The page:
(This is a repost, of my review that appeared on SF Signal recently - reposted here for posterity)
Publisher: Doubleday (August 16, 2011)
Low Town has lords with hidden agendas, willing to kill on a whim even as they smile behind veils of lace; gang lords with blood on their hands that riff poetry about their beloved deity; and artisans of magic that are powerless to stop the horrors of life. Low Town is a conundrum that tries to portray reality, with a touch of compassion, in an age where little was pretty.
In the great city of Rigus, the Warden is an addict and a drug dealer, ruthless with those that cross him, and an ex-agent of a force that serves as Rigus' highest defenders against crime and the underworld. He has a past, one that has made him who he is, though he is too busy trying to escape it to face what his past has done to him. Orphaned at a tender age, the nameless Warden survived the terrors of a plague and the horrors of humanity when pushed to the edge. He is rough, but tender and no matter how far he falls, he still has a heart hidden by scars. The Warden may not blink an eye at murder, prostitution or drugs on his turf, but he can not abide the death of an innocent. The Warden soon finds himself following a trail that leads into a past he would rather avoid and threatens his meager existence.
At times confusing in the time period, Polansky still draws the reader into a different kind of fantasy world where gun powder exists and magic is commonplace. There is some good world-building here and although I would have liked to know more about the setting, Polansky wisely keeps his focus.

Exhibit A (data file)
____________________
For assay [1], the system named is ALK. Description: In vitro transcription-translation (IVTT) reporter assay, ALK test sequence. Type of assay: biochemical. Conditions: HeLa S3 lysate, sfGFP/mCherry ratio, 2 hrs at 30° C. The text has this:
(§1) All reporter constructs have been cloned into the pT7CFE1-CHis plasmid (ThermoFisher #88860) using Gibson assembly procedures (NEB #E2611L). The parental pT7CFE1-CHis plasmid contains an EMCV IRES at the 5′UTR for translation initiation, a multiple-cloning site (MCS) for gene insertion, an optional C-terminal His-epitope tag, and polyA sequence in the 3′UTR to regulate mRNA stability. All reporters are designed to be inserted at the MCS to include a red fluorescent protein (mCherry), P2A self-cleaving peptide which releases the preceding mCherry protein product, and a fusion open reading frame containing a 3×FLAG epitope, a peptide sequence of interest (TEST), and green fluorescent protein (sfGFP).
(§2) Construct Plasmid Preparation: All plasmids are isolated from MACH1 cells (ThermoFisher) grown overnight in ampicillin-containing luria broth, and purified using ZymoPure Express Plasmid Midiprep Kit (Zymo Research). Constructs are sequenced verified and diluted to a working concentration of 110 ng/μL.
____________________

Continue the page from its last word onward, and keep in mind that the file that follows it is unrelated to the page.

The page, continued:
Despite Low Town's inspiration from detective stories, it fails to excite as a mystery itself. It feels like all the right points are being hit, but the execution falls a bit short. It lacks what pulls a reader through a mystery novel: igniting their curiosity of whodunit while supporting the belief that you just might be able to figure out the solution. Perhaps a veteran of the genre would have anticipated the reveal that I missed. My attention was pointed more towards the Warden's personal struggle. This is the true mystery and promise of the book and I was left wanting to know more about how the Warden came to be the man he is.
While Low Town has a strong start, presenting a compelling character along with meticulous visual detail, it lost some of its power as the novel progressed. Polansky builds back up some of that tension as the book reaches its suitably horrific climax, but it didn't deliver the punch I was hoping for. Overall, Polansky shoots for brilliance, but sometimes misses the mark. Even so, it's an ambitious debut and I am intrigued enough to want to see what happens next in Low Town and and with its defender, The Warden.
I give Low Town 3 stars steeped in noir black in a book with motives that are shades of gray.